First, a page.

Fresh from guest editing the new Reading Activists creative campaign In the Loop , Reading Activist Abi has written a film review for us. Scroll down to see what she thought of Tom Hooper's new film adaptation of Vicor Hugo's classic French novel Les Misérables.
Do you hear the people sing? Sob, more like.
I can only thank those involved in the creative decision to use a continuous soundtrack in this film - otherwise, my unbridled weeping might have been heard by more than just those in the immediate vicinity. Undeniably Les Misérables, translated as 'The Miserable Ones', is pretty much what it says on the tin; feeling like I'd been hit by a grief-train several times over, I did get through a few tissues. But I feel the key point with Les Mis is that it wasn't miserable for misery's sake - within half an hour the depth and three-dimensional nature of each character had already forged iron-strongholds on my heart and this is why, if you don't mind your heart being ripped out and trodden on, you should go and see Les Mis.
The film follows the plight of Jean Val Jean (Hugh Jackman), a convict turned saint, Javert (Russell Crowe) the French version of a Dalek, obsessed with bringing him in and Fantine (Anne Hathaway) a mother forced into prostitution to look after her daughter Cosette (Amanda Seyfried). Spanning from 1815, the restoration of the Bourbon monarchy, to the failed July Revolution of 1832, we see Cosette grow up under Jean Val Jean's care and fall in love with Marius (Eddie Redmayne), a revolutionary along with Enjourlas (Aaron Tveit) and Eponine (Samantha Barks); as convoluted as this sounds, the film deals with the interweaving storylines seamlessly, guiding the viewer through this turbulent period of French history. On which point, if anyone says the film is set in 'that French Revolution' I thoroughly recommend throwing a history textbook at them.
So: it's a musical. "Of course", you might say, "Duh". But by musical, I don't just mean a film with flimsily interspersed songs here and there. I mean a full-on, unequivocally epic, mother of all musicals where you can count the amount of actually spoken words on two hands. Even as a lover of musicals, I found it odd at first, particularly as the first scene involved Russell Crowe trying to intimidate Hugh Jackman by singing in his face. Not his usual method. However, the whole magnitude and beauty of the film and its music completely eradicates this foreignness, and all is soon forgotten. The original score by Bubil and Schonberg, which is superbly emotional, flowed seamlessly and almost acted as a vehicle for the audience to be transported between the character's interweaving storylines.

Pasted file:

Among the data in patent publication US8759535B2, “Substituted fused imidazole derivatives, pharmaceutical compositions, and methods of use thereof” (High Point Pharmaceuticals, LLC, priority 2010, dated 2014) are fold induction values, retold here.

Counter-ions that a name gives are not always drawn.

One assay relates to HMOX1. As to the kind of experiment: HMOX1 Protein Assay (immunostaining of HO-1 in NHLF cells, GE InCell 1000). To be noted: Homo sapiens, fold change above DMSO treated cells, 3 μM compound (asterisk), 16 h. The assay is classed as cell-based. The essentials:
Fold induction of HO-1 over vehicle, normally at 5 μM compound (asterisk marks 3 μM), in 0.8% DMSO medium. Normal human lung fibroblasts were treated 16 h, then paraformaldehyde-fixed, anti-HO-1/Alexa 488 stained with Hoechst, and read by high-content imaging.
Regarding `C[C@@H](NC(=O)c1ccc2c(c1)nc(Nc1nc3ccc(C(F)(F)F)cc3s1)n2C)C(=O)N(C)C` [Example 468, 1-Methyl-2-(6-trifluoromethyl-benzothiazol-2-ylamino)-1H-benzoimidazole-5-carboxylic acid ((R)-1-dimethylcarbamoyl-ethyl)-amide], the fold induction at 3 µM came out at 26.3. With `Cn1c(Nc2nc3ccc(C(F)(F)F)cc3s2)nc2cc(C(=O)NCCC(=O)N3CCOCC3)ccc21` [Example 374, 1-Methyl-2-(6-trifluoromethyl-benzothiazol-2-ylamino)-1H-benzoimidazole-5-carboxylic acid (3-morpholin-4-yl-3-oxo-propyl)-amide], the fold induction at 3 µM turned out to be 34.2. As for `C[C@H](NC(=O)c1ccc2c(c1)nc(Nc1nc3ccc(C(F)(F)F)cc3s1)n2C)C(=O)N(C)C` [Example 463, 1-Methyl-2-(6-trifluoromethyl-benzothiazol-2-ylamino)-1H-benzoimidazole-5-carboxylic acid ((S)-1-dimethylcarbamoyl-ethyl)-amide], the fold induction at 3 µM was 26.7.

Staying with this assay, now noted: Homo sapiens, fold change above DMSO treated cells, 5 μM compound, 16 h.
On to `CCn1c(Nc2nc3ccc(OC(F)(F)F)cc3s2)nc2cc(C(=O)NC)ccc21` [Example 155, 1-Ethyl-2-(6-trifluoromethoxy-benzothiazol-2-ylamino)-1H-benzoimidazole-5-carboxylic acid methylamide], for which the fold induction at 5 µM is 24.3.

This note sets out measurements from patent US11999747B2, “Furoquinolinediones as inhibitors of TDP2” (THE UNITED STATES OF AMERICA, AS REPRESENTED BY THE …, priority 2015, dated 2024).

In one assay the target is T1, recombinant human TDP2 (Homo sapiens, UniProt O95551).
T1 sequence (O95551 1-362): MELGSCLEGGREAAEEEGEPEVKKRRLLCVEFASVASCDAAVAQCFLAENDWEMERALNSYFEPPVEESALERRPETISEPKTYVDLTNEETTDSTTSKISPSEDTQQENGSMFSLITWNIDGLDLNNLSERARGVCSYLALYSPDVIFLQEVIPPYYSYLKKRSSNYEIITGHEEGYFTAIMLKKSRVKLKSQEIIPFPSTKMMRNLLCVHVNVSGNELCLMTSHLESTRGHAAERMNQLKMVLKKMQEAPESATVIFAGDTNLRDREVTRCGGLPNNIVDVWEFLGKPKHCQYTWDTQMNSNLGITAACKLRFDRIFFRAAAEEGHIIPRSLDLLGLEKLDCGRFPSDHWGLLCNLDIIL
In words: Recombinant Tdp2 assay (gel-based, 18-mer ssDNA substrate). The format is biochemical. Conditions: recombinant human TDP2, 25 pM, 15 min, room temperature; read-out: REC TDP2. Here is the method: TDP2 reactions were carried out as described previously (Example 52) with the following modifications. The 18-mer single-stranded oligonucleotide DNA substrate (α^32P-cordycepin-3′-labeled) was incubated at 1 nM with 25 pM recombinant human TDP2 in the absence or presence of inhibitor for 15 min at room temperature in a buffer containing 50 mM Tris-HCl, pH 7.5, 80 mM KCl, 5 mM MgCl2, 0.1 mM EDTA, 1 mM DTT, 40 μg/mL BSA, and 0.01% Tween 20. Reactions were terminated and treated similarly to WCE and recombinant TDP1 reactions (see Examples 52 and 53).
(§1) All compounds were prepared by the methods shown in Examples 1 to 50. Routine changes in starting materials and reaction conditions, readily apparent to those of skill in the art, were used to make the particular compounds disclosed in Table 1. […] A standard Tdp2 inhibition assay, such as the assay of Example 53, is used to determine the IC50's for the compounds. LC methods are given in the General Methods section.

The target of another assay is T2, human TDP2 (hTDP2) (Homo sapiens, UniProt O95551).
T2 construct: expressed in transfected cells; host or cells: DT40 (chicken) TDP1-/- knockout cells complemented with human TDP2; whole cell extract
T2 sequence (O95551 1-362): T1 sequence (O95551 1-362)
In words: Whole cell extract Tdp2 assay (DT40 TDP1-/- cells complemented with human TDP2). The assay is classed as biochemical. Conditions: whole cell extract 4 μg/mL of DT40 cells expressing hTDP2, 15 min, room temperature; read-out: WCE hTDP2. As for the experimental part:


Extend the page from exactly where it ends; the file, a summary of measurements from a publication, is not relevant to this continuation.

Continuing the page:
However, this film would fall flat if its cast couldn't sing. And boy, can they sing (yes, even Russell Crowe, just about). The beauty of the live recording system, where the actors sang as they acted instead of miming to a pre-recording, meant the emotion of each syllable and the flexibility with the pace, heightened the realism to a whole other dimension. This is more true than ever with 'I Dreamed A Dream' where all I can say is 6 words: Anne Hathaway, Anne Hathaway, Anne Hathaway. From the moment she appeared, Fantine's delicate fragility but resolute maternal love for Cosette shone through and if you think you've heard 'I Dreamed a Dream' and understand the lyrics because of SuBo then I ask strongly suggest you watch Anne's performance. Though the tune and lyrics remain the same, the utter rawness of her rendition is like having your eyes opened to a depth of emotion you rarely see from the everyday actor. With my Anne Hathaway gushing out of the way, I must say that the cast overall, were fantastic. I can't imagine anyone else playing the role of Jean Val Jean, whilst the deep vocals of the revolutionaries, Marius, Enjourlas (who, I think could've done with an extra song) and co, conveyed their passion for political change.
I have to make a special mention of Helena Bonham Carter and Sacha Baron Cohen as the owners of the inn, because without them, I fear I would've have probably left the cinema clinically depressed. 'Master of the House' together with pretty much any scene they were in, lightened the atmosphere perfectly and added a few much needed laughs.
All in all, this film has become my favourite musical (together with West Side Story, of course) and possibly even one of my favourite films all together. A skilled balance of perfect music, gorgeous cinematography and costumes, its tragedy with a touch of humour and the vocal talent which carried it all off, make Les Mis a must-see.
Just remember your tissues.
Like us on Facebook and follow Reading Activists.
Interested in building your CV through volunteering or like the idea of meeting new friends whilst helping out at your local library? Find out more about Reading Activists and what you can do for yourself and for your local community.
If you're aged 11 to 19 years-old and you'd like to write a piece for our website get in touch with Robert Sommerlad.